Department of Revenue vs Juan Llamas and Jennifer Duque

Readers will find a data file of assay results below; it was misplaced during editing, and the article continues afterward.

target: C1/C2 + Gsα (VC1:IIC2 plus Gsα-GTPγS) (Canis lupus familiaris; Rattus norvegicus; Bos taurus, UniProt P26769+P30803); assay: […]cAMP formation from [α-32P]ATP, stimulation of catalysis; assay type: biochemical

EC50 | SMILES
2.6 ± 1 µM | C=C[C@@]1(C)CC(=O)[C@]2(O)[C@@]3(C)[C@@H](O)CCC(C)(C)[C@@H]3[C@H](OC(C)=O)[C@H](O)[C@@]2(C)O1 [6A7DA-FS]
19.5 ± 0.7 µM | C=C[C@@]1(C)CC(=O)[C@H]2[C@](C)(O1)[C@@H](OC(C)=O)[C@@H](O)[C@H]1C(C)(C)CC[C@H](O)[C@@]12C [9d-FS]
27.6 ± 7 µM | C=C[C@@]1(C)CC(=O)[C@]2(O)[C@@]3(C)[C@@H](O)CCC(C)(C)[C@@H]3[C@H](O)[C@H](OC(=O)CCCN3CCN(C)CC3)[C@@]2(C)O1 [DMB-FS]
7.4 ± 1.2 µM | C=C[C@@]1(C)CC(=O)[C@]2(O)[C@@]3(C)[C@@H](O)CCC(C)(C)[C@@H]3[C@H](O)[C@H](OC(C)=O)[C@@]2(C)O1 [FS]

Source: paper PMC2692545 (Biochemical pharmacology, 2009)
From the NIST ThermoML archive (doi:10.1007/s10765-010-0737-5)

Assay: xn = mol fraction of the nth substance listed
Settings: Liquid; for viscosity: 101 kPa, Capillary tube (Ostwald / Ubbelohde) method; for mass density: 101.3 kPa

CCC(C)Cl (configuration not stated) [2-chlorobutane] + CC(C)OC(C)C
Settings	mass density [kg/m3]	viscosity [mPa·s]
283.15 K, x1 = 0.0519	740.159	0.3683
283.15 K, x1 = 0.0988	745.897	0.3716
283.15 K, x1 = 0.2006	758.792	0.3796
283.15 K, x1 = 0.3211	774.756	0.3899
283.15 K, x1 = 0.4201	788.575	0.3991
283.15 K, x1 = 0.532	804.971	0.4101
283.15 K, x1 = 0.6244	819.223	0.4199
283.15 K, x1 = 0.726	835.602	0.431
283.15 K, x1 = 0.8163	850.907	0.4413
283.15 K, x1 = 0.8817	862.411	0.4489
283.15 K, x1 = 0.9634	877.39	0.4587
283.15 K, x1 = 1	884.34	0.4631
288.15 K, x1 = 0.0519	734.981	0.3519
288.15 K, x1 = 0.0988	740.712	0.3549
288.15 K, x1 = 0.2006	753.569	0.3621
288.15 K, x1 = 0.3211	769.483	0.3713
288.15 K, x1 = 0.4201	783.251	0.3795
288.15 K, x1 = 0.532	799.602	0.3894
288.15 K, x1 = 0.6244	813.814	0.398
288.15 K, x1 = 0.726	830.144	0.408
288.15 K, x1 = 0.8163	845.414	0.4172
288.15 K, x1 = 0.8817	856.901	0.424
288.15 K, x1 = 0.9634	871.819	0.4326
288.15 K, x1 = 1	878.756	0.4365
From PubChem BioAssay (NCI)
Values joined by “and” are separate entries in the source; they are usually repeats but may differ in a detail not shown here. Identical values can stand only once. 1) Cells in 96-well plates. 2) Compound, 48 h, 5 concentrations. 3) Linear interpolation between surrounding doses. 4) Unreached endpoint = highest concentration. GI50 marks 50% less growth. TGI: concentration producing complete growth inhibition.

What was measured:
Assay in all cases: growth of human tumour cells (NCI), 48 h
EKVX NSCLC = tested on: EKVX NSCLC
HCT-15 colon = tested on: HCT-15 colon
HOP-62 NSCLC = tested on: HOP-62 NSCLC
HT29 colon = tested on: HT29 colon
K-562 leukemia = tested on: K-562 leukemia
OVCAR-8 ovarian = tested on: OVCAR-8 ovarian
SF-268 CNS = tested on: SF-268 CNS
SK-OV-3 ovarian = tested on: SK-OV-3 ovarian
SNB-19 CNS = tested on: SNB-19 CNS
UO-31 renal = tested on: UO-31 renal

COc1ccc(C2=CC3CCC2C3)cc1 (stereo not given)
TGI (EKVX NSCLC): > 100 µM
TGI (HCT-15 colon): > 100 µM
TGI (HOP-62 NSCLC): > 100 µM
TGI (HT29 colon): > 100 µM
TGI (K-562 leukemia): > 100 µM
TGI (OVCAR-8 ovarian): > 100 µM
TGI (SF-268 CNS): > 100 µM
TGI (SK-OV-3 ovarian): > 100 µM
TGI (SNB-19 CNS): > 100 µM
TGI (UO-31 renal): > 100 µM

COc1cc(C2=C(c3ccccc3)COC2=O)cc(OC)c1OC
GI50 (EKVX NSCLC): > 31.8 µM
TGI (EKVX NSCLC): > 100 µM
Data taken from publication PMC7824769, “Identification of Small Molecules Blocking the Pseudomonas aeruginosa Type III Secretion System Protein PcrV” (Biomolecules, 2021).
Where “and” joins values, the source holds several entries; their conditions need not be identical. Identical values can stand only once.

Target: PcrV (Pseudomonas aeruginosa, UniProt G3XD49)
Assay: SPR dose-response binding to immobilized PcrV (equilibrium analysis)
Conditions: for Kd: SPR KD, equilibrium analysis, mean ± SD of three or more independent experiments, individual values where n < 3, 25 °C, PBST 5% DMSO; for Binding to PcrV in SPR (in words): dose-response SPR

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IN THE DISTRICT COURT OF APPEAL FIRST DISTRICT, STATE OF FLORIDA DEPARTMENT OF REVENUE, Appellant, v. NOT FINAL UNTIL TIME EXPIRES TO FILE MOTION FOR REHEARING AND DISPOSITION THEREOF IF FILED CASE NO. 1D15-2660 JUAN LLAMAS and JENNIFER DUQUE, Appellees. _____________________________/ Opinion filed August 4, 2016. An appeal from an order of the Department of Revenue. Pamela Jo Bondi, Attorney General, and Toni C. Bernstein, Assistant Attorney General, Tallahassee, for Appellant. No appearance for Appellees. WINOKUR, J. This appeal from a Final Administrative Support Order addresses the child support obligations of a prisoner. The Administrative Law Judge (ALJ) declined to award current child support because the father was going to prison shortly after the hearing and, therefore, lacked present ability to pay support. The Department of Revenue (DOR) urges this Court to reverse the support order and adopt the holding of McCall v. Martin, 34 So. 3d 121 (Fla. 4th DCA 2010), which found that the trial court erred in refusing to set an initial award for child support under similar circumstances. Because we find that the controlling statutes and Florida Supreme Court precedent do not permit imputation of income for child-support purposes in these circumstances, we decline to follow McCall, certify conflict with McCall, and affirm the Order below. I. DOR filed a proposed administrative support order requiring the father to pay $840.63 per month in child support, plus past support. The father requested review, and a hearing was set before the Division of Administrative Hearings. At the hearing, the ALJ learned that the father would be entering a plea agreement resulting in two years incarceration for vehicular manslaughter. DOR argued that at least minimum wage should be imputed to the father while incarcerated, for purposes of setting a support amount. The ALJ distinguished cases imputing income to an incarcerated parent when the incarcerated parent had committed domestic abuse. The ALJ found that the father lacked the present ability to pay current child support, declined to impute income to the father, and declined to set an initial award of child support. 2 II. Section 61.30, Florida Statutes, sets child-support guidelines and other rules for determining a child-support obligation. In determining a parent’s income for this purpose, income can be imputed to an unemployed parent “if such unemployment . . . is found by the court to be voluntary on that parent’s part . . . .” § 61.30(2)(b), Fla. Stat. In determining how much income to impute to a voluntarily unemployed parent, “the employment potential and probable earnings level of the parent shall be determined based upon his or her recent work history, occupational qualifications, and prevailing earnings level in the community if such information is available.” Id. “A court may impute income to a party who has no income or is earning less than is available to him based upon a showing that the party has the capability to earn more by the use of his best efforts.” Koeppel v. Holyszko, 643 So. 2d 72, 75 (Fla. 2d DCA 1994). The trial court’s decision regarding imputation of income for purposes of calculating child-support obligations is reviewed for abuse of discretion. Strassner v. Strassner, 982 So. 2d 1224, 1225 (Fla. 1st DCA 2008). A court may modify a child-support obligation if there is a “substantial change in the circumstances of the parties.” § 61.13(1)(a)2., Fla. Stat.; see also § 61.14(1)(a), Fla. Stat. (permitting court to order decrease or increase in the amount of support “as equity requires, with due regard to the changed 3 circumstances or the financial ability of the parties”). Although this case does not involve modification of a support order, modification is relevant to the issues herein. III. In Waugh v. Waugh, 679 So. 2d 1 (Fla. 2d DCA 1996), the Second District reversed an initial child-support order entered against a parent while he was incarcerated. The Second District noted that “there was no showing that the husband had the capability while he was in prison to earn the amount imputed to him.” Id. at 3. The Fifth District applied the principle of Waugh to a case where the prisoner sought a modification of a previously imposed support order in Pickett v. Pickett, 709 So. 2d 182 (Fla. 5th DCA 1998), rejecting the imputation of income to a parent who was scheduled to begin a prison sentence shortly after the modification hearing. However, the Fourth District rejected Pickett in Mascola v. Lusskin, 727 So. 2d 328 (Fla. 4th DCA 1999), holding that commission of a crime is a “voluntary act” resulting in unemployment (i.e., incarceration). Moreover, the particular crime committed by the incarcerated parent (soliciting the murder of his girlfriend after she became pregnant to avoid any support obligation) demanded application of the “clean hands doctrine” to ensure that the incarcerated parent did not benefit from his criminal activity. Id. at 332. As such, the Fourth District 4 concluded that support payments should not be modified in spite of the imprisonment. Id. at 333. The Supreme Court resolved the conflict between the Fourth and Fifth District in Department of Revenue v. Jackson, 846 So. 2d 486 (Fla. 2003). The Supreme Court rejected the Pickett rule that support must be modified because the incarcerated parent had no ability to pay. Id. at 494. While the Court held that it approved Mascola, it only did so “to the extent that it provides that an incarcerated parent may not automatically have his or her child support payment obligations modified based solely on a reduction in income resulting from incarceration.” Id. Rather than adopt either the Pickett or the Mascola approach, the Supreme Court implemented a procedure to allow the parent seeking modification of a support award due to incarceration to file a petition to modify, requiring the trial court to place the petition in abeyance until the obligor parent’s release. Id. at 491. Once the parent is released from incarceration, the trial court would hear the modification petition, taking into account numerous factors, including “any additional considerations touching upon the obligor’s attempt, if any, to evade his or her child support obligations.” Id. at 492. The point of Jackson was clearly to address modification of a previously ordered child-support obligation when the obligor becomes incarcerated. Jackson resolved this issue by creating a process that explicitly addresses modification of a 5 support order. The Jackson opinion mentioned Waugh—involving an initial support order rather than a modification—only in the context that Waugh provided the basis for the district court’s decision in Pickett. The Jackson Court neither approved nor rejected Waugh, which suggests that the Court did not mean for its decision to apply to initial support orders. This conclusion is bolstered by a passage in Justice Pariente’s separate opinion, which addressed initial support obligations as follows: The Department of Revenue (DOR), which is the appellant in both of these actions, acknowledges that if the initial child support obligation is established at the time that the parent is incarcerated, then it would be error to impute income to that parent without showing an independent source of income. Jackson, 846 So. 2d at 498 (Pariente, J., concurring in part and dissenting in part). In supporting this conclusion, Justice Pariente cited Waugh for the proposition that the incarcerated parent must have the capacity to earn the imputed amount while in prison. Id. It seems that DOR conceded in Jackson that income cannot be imputed to a parent incarcerated at the time an initial support obligation is established. The Fourth District in McCall, however, read Jackson differently. The lower court in McCall had declined to make any provision in the final judgment of dissolution of marriage for the father’s share of child support, ruling that he was “in prison and has no income.” McCall, 34 So. 3d at 122. Although McCall involved an initial support order rather than a modification of a previously imposed 6 support order, it ordered the lower court to impute income to the father and to follow the procedure set out in Jackson for enforcement of that order. Id. at 123. IV. The tension between a child’s need for support and an incarcerated parent’s inability to provide such support is unavoidable. While the McCall court’s solution is not necessarily inconsistent with the rationale of Jackson, we find that it is not supported by the holding of Jackson or by statute. Jackson did not, as the McCall court seems to suggest, simply adopt Mascola and hold an incarcerated parent is voluntarily unemployed and accordingly cannot have a support obligation modified. 1 Nor did the Jackson Court rule that a court errs in declining to impute income to an incarcerated parent. Instead, the Jackson Court established a procedure that applies specifically to modification requests, and that does not require the court to alter the support obligation in any way prior to the completion of the prison sentence. Indeed, as Justice Pariente noted, the Jackson Court (not to mention DOR itself) acknowledged that it would be error to impute income to an incarcerated parent if the initial child-support obligation is established at the time 1 Indeed, this view is more consistent with Senior Justice Harding’s concurring and dissenting opinion, in which he indicated that child-support arrearages should accumulate and vest while the obligor parent is imprisoned. Jackson, 846 So. 2d at 501. 7 that the parent is incarcerated. It is difficult to conclude that Jackson requires imputation of income when imputation in this circumstance was called “error.”2 V. In summary, Jackson does not require imputation of income in this case. We find that the ALJ reasonably applied section 61.30(2)(b) and did not abuse his discretion in declining to impute income to the father. In doing so, we certify conflict with McCall. AFFIRMED. OSTERHAUS, J., CONCURS; RAY, J., CONCURS IN RESULT WITH OPINION. 2 This is not to say that a court errs any time it imputes income to an incarcerated parent. Although not at issue here, the clean hands doctrine might permit imputation of income to a prisoner, for instance, whose crime constituted an attempt to evade child support. The court here did not abuse its discretion in refusing to apply this doctrine in this case. 8 RAY, J., concurring in result. If I were writing on a clean slate, I would adopt the holding and rationale of the Fourth District Court of Appeal’s decision in McCall v. Martin, 34 So. 3d 121 (Fla. 4th DCA 2010), and conclude in this case that the father’s incarceration for vehicular manslaughter and resulting loss of income was not a valid reason to deny setting an initial amount of child support attributable to him based on imputed income. I believe the reasoning of McCall adheres to the legislative directive of section 61.30(2)(b), Florida Statutes (2014), is a logical extension of the Florida Supreme Court’s decision in Department of Revenue v. Jackson, 846 So. 2d 486 (Fla. 2003), and furthers the child’s best interest. Yet, I am unable to reconcile this result with precedent from this Court authorizing the imputation of income only when the parent owing a duty of support has the actual ability to work and is refusing to do so in order to avoid support obligations. See Strassner v. Strassner, 982 So. 2d 1224, 1225 (Fla. 1st DCA 2008) (citing Stebbins v. Stebbins, 754 So. 2d 903, 907 (Fla. 1st DCA 2000)). Because the record in this case does not support such a finding and in the absence of a Florida Supreme Court decision directly on point, I agree that the Administrative Law Judge did not abuse his discretion in declining to impute income to the father. 9